• In 1790, around 96% of Americans lived on farms which produced nearly all the food they needed, while only 4% of the population lived in towns.
  • Seed propagation lead to the establishment of many new apple breeds, which in turn lead nurseries in the 1800s to offer many different apple varieties. There were more than five hundred cultivated apple varieties in 1850, and eleven hundred that had originated in America was listed in Fruit and Fruit Trees of America in 1872 by Charles Downing.
  • In the 1840 Whig presidential campaign, William Henry Harrison and John Tyler used the log cabin and the cider barrel as their logo for self reliant Americans, and gave out cider to all voters. They won, 234 to 60.

Part V will be on March 29, 2010

My sources include:

Friday, March 19, 2010

Book Review: The Joy of Home Winemaking

The first thing I ever brewed up came from The Joy of Home Winemaking by Terry Garey, published in 1996 Garey has a simplified recipe using minimal wine making equipment and juice concentrate to make a simple apple wine. It kind of lets you get a feel for everything without spending a lot of money, though later, you wonder if it was really wise to start brewing without a hydrometer.

While there are other fruit wine making books out there, this is the one I recommend for beginners. Garey organizes the book quite well and has a good tone. Experimenting is encouraged, yet the basics are not ignored. Recipes include blueberry wine, canned cherry wine, elderberry wine, potato wine, mint wine, herb wine, grain wines, and an onion wine that Garey admits to never having made. Garey adds a personal touch to recipes, commenting on how the author likes to make it, but suggestions on how you could make it to fit your tastes. This book is a how to with recipe guidelines, and I think that is why I like it.

Geary also has included a section of drinks to make from your wine, making liquors from spirits, an appendix on troubleshooting problems, and a conversion chart from metric, bottle sizes, and wine supply stores. There is an index of topics, and an index of wine recipes.

Take a look at Garey’s website.

Thursday, March 18, 2010

Wine Thief

No, I am not going to talk about a person who steals wine today. I am going to talk about a device that winemakers uses pull a sample out of their vats and barrels called a wine thief.

A wine thief is a glass tube with two open ends. As a child, did you ever suck pop up a straw and then replace your finger over the top and then pull the straw out? The pop was trapped in straw. Well, a wine thief works in the same way. The thief is put into the wine, allowed to fill from one end to the level of the wine it is in, and then a finger is used to plug the other end. The wine thief can then be removed and aimed at a container. The moment you remove your finger, the wine pours out.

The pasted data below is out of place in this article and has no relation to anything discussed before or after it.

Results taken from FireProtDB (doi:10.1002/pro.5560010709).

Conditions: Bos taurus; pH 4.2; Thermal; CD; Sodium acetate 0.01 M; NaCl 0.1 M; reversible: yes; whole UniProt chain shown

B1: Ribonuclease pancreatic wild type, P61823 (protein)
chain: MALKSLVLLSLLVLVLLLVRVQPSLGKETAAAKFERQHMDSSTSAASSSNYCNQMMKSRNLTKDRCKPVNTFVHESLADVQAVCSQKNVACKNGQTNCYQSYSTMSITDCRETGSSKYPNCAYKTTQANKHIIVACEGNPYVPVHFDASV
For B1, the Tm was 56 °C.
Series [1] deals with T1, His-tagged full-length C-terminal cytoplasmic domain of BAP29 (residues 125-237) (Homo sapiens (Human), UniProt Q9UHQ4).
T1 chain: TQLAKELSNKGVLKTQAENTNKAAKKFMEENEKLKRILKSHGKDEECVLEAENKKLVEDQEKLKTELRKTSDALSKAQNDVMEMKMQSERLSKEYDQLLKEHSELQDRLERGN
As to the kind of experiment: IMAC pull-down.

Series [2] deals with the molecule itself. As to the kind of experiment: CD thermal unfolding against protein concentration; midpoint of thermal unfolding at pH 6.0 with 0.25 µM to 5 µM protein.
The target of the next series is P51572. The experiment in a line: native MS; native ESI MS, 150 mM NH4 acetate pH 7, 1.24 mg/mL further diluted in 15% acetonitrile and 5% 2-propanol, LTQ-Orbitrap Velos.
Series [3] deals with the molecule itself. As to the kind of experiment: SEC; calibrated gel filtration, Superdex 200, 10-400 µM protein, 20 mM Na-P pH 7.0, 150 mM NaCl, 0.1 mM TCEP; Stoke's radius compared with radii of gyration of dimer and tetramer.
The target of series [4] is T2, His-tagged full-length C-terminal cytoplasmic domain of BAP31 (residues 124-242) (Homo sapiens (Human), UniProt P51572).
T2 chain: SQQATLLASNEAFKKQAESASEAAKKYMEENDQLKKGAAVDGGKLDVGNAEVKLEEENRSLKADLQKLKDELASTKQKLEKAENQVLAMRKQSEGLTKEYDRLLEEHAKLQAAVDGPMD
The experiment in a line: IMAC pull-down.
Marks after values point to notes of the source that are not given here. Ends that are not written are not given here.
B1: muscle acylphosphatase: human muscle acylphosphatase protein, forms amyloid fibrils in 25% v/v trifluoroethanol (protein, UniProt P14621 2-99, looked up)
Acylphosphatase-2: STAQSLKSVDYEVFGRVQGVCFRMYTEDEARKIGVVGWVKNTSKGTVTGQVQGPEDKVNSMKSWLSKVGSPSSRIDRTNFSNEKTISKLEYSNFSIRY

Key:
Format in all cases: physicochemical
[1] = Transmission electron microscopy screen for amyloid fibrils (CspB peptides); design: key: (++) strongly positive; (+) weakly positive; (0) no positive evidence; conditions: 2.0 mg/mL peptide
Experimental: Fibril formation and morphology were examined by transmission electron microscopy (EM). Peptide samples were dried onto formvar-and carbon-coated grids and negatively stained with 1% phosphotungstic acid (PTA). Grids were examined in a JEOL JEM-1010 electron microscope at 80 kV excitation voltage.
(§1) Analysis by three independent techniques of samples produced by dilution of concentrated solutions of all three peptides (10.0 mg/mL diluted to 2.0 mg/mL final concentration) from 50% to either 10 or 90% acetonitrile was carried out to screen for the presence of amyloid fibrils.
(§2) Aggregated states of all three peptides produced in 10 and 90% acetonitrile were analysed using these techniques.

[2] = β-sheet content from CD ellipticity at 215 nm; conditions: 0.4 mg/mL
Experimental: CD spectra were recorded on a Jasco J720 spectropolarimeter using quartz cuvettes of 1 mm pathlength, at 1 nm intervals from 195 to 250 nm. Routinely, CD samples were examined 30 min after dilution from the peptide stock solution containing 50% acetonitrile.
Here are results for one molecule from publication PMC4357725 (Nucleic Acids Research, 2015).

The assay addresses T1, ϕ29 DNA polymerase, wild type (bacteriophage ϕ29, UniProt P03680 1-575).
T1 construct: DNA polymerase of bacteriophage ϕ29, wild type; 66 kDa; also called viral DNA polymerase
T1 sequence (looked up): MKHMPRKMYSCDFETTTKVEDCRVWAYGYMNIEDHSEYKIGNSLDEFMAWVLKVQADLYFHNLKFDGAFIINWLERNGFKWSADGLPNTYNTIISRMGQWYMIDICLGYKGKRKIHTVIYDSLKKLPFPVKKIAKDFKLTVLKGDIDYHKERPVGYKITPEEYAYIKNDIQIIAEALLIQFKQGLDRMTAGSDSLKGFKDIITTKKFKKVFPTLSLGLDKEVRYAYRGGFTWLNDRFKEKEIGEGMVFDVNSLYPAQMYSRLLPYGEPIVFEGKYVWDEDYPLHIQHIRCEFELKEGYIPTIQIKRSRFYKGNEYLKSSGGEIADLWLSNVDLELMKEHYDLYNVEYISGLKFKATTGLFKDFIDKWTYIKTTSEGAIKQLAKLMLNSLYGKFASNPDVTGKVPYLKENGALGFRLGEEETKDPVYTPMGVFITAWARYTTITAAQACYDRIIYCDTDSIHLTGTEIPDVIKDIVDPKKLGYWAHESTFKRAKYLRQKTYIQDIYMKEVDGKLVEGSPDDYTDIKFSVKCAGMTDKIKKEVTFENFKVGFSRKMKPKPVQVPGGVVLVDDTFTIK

Wine thiefs are very handy at getting a sample from the middle of the wine batch for testing with a hydrometer or for tasting, and are easier to use than hooking up a siphon. They come in many different sizes, so they can range from $8 to $30.

However, it is possible to buy a turkey baster and use it to pull samples as long as that is the only thing you use it on. Do not use it on meat and then on wine again!

Wednesday, March 17, 2010

Why You Can’t Reuse Lees from Cider or Wine

Lees are the sediment of dead yeast in the bottom of cider and wine, which is called trub in beer making.

There is a temptation in home brewing to use yeast in one successful batch in another successful batch, especially if it was fermented with wild yeasts. In fact, reusing trub is sometimes practiced in the beer making world. In the wine and cider world, it is discouraged.

First off, wine or cider that is allowed to sit on the lees, that is, not rack the wine or cider off, can develop off flavors from the lees. Another reason is that, unknown to the brewer, the first batch could have bacteria that is then transferred over to the new batch, which is part of the reason beer makers “scrub” their trub between batches. Since yeast is so cheap to buy, the risk involved really isn’t a cost savings.

The biggest reason that beer makers can reuse trub and wine and cider makers can’t is the timeline. Beer can be brewed and ready to bottle in as little as six weeks, and is not really seasonally dependent. Wine and cider are both started in the fall with the harvest. This means that the lees would have to be saved for an entire year! That is plenty of time for sicknesses, bacteria, and off flavors to develop in the lees. The short brew period of beer allows for continuous use a few times before new yeast is pitched.

For more information on reusing lees in cider making, read the following discussions on the Cider Workshop:

Tuesday, March 16, 2010

Picking a Yeast

For my first batch of wine, the gal at the homebrew store handed me Red Star Premier Cuvée yeast. Later, I asked around, and was told that Montrachet yeast ate through concrete. This last time, on a whim, I bought Lalvin 71B-1122 and K1-V116. How are they different? Why are they different? What is the best one for the batch I am making/going to make? Answer is – look for the tables.

There are probably hundreds of manufactured yeasts out there, and each one is better for a particular type of ferment style (beer, wine, cider, mead, sake, etc), a preferred temperature which they ferment at, at what point they die because the alcohol poisons them, the flavors they give off, and how vigorous they are.

I have made a list of websites that help when it comes to picking out yeast for wine, mead, and cider.

Other good places for research include yeast maker’s websites, such as Wyeast, White Labs, and Lalvin.

Another thing to consider when shopping for yeast is how available it is to you. It might be difficult to buy some yeasts in your area and/or have them shipped to you.